For years, women have used birth control pills and other forms of contraception to prevent unwanted pregnancy. And while men definitely help share the responsibility of using birth control, women typically shoulder the majority of the task, as there are simply more options available to them. However, that might be beginning to change as new, easy methods may allow men to get in the birth-control game, too.
A form of male birth control has been promised to be on the horizon for years now, says Elaine Lissner, director of the Male Contraception Information Project
, but it looks to finally be coming to fruition.
"For decades, we've been told there would be new male contraceptives on the market in 'five to 10 years' — which has turned out to be the same thing as 'never,'" Lissner says. "But now there are two methods that could be on the market within 3 years — and when you hear that, it means it could really happen. And men are demanding it."
The two methods that are closest to market are Vasalgel, an alternative to vasectomy that lasts 10 or more years, and Gandarusa, a plant-based pill being developed in Indonesia and in advanced clinical trials. Unlike birth control pills which interfere with hormones, Vasalgel works by filtering out the sperm in the tube they swim through, and Gandarusa interferes with the sperms' ability to penetrate the egg.
"They're both much more targeted than hormonal methods for women — and thus much less likely to have the long list of unpredictable side effects," Lissner says.
It's expected that Vasalgel should be on the market in 2015, with clinical trials in the U.S. starting next year. The plant-based Gandarusa pill could be on the market in Indonesia even sooner, possibly this year or next year. According to Lissner, men — and their partners — are clamoring for these new options. For example, more than 5,000 people are on the waiting list to hear about Vasalgel clinical trials.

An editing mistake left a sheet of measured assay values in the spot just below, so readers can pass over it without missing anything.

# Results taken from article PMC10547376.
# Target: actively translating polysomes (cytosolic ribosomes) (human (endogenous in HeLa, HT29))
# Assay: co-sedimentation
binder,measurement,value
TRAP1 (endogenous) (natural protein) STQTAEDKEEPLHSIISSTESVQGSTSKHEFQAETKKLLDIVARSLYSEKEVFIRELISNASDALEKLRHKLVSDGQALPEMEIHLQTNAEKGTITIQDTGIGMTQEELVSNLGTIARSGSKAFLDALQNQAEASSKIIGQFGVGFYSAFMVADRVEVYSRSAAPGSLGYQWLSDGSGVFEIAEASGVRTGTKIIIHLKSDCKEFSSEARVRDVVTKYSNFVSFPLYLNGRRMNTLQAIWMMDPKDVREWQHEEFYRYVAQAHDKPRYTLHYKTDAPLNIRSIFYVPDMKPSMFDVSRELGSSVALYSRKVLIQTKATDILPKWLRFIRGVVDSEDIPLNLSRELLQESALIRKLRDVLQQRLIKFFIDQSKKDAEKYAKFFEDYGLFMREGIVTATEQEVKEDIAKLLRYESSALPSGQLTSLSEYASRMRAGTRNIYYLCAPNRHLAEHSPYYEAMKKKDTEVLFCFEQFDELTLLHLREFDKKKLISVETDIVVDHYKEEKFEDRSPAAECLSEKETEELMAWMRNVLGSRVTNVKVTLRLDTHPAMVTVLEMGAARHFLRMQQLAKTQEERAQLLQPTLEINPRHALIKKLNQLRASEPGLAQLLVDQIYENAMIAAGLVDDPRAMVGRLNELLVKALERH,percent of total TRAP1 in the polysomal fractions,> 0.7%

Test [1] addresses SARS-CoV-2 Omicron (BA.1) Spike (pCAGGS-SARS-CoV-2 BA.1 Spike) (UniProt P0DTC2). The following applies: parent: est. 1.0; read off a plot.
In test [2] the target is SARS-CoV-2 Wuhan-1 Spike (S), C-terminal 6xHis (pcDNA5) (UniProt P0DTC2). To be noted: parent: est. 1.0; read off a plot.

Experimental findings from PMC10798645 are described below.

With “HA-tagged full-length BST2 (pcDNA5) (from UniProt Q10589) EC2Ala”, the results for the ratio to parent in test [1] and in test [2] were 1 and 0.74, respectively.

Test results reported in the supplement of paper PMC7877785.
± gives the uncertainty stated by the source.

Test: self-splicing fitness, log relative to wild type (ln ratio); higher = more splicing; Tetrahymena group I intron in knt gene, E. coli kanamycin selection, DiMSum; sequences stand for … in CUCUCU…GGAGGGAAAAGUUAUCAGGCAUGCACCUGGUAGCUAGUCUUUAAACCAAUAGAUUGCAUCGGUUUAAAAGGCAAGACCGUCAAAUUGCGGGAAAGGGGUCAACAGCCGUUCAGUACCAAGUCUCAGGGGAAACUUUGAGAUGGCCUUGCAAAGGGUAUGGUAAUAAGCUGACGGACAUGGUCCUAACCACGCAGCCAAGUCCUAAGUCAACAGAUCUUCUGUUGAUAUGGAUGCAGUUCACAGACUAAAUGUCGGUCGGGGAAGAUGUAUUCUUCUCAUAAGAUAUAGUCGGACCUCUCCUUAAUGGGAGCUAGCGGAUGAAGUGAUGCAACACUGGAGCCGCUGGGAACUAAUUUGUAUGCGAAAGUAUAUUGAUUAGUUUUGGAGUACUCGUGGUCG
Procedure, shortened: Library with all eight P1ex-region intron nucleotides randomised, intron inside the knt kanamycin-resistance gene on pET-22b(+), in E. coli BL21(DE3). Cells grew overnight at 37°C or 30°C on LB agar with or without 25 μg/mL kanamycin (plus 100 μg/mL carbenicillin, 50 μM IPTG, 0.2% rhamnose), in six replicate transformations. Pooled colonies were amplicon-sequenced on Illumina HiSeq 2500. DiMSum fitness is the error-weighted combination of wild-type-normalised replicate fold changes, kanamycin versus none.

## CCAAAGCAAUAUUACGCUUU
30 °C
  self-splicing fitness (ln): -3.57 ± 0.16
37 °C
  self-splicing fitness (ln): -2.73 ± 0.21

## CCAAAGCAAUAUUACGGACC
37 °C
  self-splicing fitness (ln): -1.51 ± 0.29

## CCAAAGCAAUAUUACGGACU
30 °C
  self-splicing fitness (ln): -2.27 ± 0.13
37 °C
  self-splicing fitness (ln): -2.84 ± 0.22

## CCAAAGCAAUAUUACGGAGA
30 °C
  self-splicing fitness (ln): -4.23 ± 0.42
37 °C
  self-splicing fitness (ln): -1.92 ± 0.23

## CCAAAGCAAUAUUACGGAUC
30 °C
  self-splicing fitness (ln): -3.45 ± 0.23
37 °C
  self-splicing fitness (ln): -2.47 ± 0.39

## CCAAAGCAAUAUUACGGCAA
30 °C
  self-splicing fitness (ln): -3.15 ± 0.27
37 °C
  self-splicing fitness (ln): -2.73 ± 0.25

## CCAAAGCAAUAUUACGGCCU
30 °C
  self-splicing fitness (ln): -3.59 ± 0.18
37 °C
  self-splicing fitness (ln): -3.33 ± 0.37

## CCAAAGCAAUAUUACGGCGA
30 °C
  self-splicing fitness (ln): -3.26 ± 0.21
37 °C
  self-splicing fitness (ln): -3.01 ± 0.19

The ease of a long-term options is what makes something like Vasalgel best, she says. Studies have shown that long-acting methods are far more effective in real-world use than daily pills.
"Whether you're a man or a woman, it's human nature to forget pills sometimes," Lissner says. "That's why we're particularly excited about long-acting methods like Vasalgel; the guy gets it done in a 15-minute procedure, and then you both get to forget about it. That's the best kind of birth control — the kind you don't have to think about!"
However, even if male birth control does get to market and becomes very popular, women should definitely still use protection, especially to protect against HIV and other sexually transmitted diseases.
"Of course, if you're ever in doubt, you don't need to rely on a man using birth control — you still have the option to protect yourself, too," she says. "People often say to us, 'I wouldn't trust a guy in a bar who said he had that!' If it's a guy in a bar, you should be using a condom. End of story."
Are you excited about the prospect of male birth control? Would you want your guy to use it? Share your thoughts!
Jennipher Walters is the CEO and co-founder of the healthy living websites FitBottomedGirls.com and FitBottomedMamas.com. A certified personal trainer, lifestyle and weight management coach and group exercise instructor, she also holds an MA in health journalism and regularly writes about all things fitness and wellness for various online publications.